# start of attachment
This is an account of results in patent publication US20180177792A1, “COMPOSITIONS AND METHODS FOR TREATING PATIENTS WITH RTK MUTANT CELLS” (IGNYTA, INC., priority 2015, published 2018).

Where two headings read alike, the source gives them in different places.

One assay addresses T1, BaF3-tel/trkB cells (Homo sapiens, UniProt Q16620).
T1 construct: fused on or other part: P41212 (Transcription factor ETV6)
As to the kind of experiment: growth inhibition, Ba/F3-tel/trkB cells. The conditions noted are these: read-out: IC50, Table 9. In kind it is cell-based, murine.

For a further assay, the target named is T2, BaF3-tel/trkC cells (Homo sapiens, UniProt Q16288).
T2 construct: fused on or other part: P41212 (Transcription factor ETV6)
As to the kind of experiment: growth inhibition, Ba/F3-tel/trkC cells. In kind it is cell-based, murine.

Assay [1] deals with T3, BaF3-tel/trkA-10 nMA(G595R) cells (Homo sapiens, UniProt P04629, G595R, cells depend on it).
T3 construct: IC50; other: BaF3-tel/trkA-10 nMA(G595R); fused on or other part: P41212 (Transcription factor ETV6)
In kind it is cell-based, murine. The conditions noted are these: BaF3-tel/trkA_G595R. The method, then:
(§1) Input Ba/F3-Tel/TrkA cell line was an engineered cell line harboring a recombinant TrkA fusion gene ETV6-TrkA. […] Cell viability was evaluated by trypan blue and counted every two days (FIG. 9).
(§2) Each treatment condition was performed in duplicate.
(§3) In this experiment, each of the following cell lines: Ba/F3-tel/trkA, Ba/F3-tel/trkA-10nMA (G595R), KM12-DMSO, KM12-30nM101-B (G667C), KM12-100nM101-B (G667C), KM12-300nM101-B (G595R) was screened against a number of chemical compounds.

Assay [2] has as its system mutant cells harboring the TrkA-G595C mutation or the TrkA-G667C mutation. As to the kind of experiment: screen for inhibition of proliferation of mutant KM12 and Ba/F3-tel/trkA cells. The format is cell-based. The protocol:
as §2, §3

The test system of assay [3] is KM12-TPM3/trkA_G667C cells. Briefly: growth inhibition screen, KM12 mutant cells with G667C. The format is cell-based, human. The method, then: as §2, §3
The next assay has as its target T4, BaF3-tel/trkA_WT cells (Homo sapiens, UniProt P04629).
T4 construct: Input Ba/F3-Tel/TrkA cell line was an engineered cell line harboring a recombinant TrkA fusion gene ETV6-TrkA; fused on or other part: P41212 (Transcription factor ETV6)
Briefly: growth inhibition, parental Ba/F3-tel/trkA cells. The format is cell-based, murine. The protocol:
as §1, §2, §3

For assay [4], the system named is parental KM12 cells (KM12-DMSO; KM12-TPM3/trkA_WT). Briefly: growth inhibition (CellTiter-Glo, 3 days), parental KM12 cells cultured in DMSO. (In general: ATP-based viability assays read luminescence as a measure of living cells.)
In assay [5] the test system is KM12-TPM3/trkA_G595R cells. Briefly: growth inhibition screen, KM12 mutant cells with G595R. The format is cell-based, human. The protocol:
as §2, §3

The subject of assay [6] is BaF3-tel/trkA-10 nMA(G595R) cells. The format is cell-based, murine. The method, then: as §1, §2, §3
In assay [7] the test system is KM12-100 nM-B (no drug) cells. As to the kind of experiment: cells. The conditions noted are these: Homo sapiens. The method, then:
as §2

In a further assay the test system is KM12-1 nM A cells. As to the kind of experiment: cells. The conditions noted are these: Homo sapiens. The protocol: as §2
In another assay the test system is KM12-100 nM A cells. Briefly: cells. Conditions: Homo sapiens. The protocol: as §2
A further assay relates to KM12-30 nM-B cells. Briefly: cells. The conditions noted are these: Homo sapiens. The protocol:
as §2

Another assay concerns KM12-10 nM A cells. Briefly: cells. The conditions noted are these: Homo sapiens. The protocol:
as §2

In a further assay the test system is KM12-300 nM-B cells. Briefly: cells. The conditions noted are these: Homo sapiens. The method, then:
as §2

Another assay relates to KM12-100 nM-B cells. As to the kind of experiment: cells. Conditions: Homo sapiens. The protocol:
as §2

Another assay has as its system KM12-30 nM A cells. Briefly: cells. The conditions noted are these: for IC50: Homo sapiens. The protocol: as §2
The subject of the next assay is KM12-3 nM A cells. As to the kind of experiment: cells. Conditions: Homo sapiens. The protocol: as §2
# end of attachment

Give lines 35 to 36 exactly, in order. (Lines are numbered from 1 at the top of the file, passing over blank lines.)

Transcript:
as §2

Another assay relates to KM12-100 nM-B cells. As to the kind of experiment: cells. Conditions: Homo sapiens. The protocol: